12 inverse or pseudo-inverse of A. However we can easily compute the image of e i under A, since Ae i = A(x x i ) (2.4) = Ax Ax i (2.5) = b Ax i (2.6) Define the residual vector r i = b Ax i = Ae i, and note that Equation 2.3 implies r i = f (x i ). Since this negative gradient is the direction Steepest Descent will travel next, we may characterize Steepest Descent as greedily reducing the size of the residual. Because Steepest Descent follows the gradient f (x i ) = r i until it reaches a point x i+1 for which r i+1 r i, the algorithm can only make square turns. When applied to a two dimensional quadratic form with symmetric positive semidefinite Hessian A, this property implies that search directions must be repeated if more than two iterations are necessary. The only way to guarantee two or fewer iterations is to choose a starting point x 0 for which f (x 0 ) e 0 or f (x 0 ) e 0. This cannot be done without computing e 0, which requires knowing the answer x The Right Iterative Method: Conjugate Gradient The most important difference between CG and Steepest Descent is that CG will find the minimum of an n- dimensional quadratic form in n or fewer steps. Because a quadratic form s Hessian is constant it is possible to plan a set of search directions which avoid redundant calculations. CG takes advantage of this property, making it more suitable than Steepest Descent for minimizing quadratic forms. We explain below how the CG search directions and step lengths are chosen. We would like to have a set of n linearly independent direction vectors d 0,...,d n 1 and scalars α 0,...,α n 1 for which n 1 e 0 = j=0 α j d j (2.7) This would allow us to travel exactly the right distance in each direction, reducing the error to zero and arriving at a minimizer of the quadratic form f in n or fewer steps. However this is not enough. Suppose we knew e 0 and could solve Equation 2.7. The solution would require O ( n 3) operations to compute, a time complexity we dismissed as infeasible in Section 2.1. However, if the vectors d 0,...,d n 1 were mutually orthogonal, the solution to this equation could be found in O(n) time per α j. Because we cannot know e 0 without knowing the solution, we cannot solve Equation 2.7 in any amount of time. However, we can compute Ae 0, as shown in Equation 2.6. Left multiplying Equation 2.7 by A produces n 1 Ae 0 = j=0 α j Ad j (2.8) We have returned to our O ( n 3) problem, and this time orthogonality of d 0,...,d n 1 will not help because we have left-multiplied d j by A. Instead we want mutual A-orthogonality, wherein we require that d i T Ad j = 0, i j. If we assume we can find a set of linearly independent directions d j which are mutually A-orthogonal, we 12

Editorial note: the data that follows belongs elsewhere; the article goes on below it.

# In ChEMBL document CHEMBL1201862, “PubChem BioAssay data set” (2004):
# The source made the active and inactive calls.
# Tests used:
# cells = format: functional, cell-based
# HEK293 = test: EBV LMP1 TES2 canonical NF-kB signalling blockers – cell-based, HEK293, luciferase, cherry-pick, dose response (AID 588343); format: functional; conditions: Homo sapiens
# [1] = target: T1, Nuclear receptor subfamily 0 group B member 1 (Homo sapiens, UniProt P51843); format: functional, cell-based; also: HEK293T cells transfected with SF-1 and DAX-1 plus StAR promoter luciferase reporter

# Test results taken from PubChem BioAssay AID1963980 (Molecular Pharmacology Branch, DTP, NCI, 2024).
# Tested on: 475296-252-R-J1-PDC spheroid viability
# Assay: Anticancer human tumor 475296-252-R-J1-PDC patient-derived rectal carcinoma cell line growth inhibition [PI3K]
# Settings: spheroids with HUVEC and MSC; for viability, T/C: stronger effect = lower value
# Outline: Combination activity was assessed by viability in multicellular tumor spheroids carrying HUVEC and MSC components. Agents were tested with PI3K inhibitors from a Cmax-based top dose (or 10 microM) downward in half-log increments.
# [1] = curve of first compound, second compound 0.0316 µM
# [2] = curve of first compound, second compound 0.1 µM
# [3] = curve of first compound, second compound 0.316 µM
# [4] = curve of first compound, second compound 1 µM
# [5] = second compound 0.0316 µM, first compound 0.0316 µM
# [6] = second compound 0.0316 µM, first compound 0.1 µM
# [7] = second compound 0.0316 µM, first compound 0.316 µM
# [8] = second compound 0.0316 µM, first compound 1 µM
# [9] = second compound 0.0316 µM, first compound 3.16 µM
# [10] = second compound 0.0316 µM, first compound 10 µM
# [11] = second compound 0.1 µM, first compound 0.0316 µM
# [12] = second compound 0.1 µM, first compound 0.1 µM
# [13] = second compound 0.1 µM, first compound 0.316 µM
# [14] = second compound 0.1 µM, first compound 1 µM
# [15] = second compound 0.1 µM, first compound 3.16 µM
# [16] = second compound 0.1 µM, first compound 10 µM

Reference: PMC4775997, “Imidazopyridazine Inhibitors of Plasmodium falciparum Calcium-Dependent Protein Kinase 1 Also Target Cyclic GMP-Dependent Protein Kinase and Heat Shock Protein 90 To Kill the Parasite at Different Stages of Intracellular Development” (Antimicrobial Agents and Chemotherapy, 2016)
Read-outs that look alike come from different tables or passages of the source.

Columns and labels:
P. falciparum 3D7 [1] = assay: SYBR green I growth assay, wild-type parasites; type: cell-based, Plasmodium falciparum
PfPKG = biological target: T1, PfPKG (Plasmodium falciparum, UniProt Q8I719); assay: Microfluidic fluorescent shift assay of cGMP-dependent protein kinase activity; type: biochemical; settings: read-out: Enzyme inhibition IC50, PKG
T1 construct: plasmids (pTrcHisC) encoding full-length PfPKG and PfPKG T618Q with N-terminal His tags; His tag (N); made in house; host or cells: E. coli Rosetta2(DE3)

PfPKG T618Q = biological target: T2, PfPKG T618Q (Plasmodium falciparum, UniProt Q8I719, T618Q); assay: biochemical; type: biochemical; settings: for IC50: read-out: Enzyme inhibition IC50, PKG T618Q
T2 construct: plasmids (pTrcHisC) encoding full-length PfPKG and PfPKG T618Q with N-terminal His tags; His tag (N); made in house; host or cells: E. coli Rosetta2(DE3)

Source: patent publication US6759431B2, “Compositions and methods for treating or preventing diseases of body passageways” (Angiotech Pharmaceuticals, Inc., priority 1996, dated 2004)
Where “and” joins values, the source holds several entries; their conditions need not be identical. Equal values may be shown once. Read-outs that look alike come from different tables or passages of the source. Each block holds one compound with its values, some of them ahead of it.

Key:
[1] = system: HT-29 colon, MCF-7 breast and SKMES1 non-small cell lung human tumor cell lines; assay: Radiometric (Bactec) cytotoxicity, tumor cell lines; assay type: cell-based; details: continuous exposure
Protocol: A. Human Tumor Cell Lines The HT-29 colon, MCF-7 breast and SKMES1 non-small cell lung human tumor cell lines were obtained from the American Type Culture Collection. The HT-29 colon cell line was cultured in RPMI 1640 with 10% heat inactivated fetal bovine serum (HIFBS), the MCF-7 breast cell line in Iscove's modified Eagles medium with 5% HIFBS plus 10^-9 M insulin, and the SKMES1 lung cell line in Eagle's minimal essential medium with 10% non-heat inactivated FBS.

13 may solve for α k by left-multiplying Equation 2.8 by d k T, since by A-orthogonality and hence d k T Ae 0 = n 1 α j d T k Ad j (2.9) j=0 = α k d k T Ad k (2.10) α k = d k T Ae 0 d T = d k T r 0 k Ad k d T (2.11) k Ad k Note that we further require Ad k 0 for α k to be well-defined. Our strategy, if a set of linearly independent A-orthogonal vectors d j not in the null space of A exist, is to 1. Choose x 0 2. Compute r i = b Ax i 3. Compute α i = d i T r 0 /d i T Ad i 4. Compute x i+1 = x i α i d i 5. Increment i and repeat from step 2 until r i = 0 This ensures we travel n 1 j=0 α jd j, thus eliminating all of e 0 to arrive at the solution x in no more than n iterations. Not only does there exist a set of linearly independent mutually A-orthogonal direction vectors d j not in the null space of A, but each vector can be computed incrementally. Let d 0 = r 0. This allows computation of x 1 and r 1, and all remaining direction vectors can be computed as needed via where d i = r i + β i d i 1 (2.12) β i = r i T r i r i 1 T r i 1 (2.13) [41; 31]. Another name for A-orthogonality is conjugacy, and it is from the conjugacy of its search directions that CG gets its name. Our final linear CG algorithm is shown in Algorithm 1. Note that line 1.1 in this algorithm can be equivalently written as α i := r i T r i /(r i T Ar i ) due to properties described below. This formulation eliminates the need to store r 0. See Shewchuk [41] for details. It is worth emphasizing that each direction vector is a linear combination of the current residual and the previous direction vector. Because the direction vectors are linearly independent, a simple induction implies that d i is a linear combination of r 0,...,r i and S i = span(d 0,...,d i ) = span(r 0,...,r i ) (2.14) The space searched so far, D i, may also be written as the Krylov subspaces: S i = d 0,Ad 0,...,A d i = r 0,Ar 0,...,A r i (2.15) See Shewchuk [41] and Nash and Sofer [31] for proofs of these properties. 13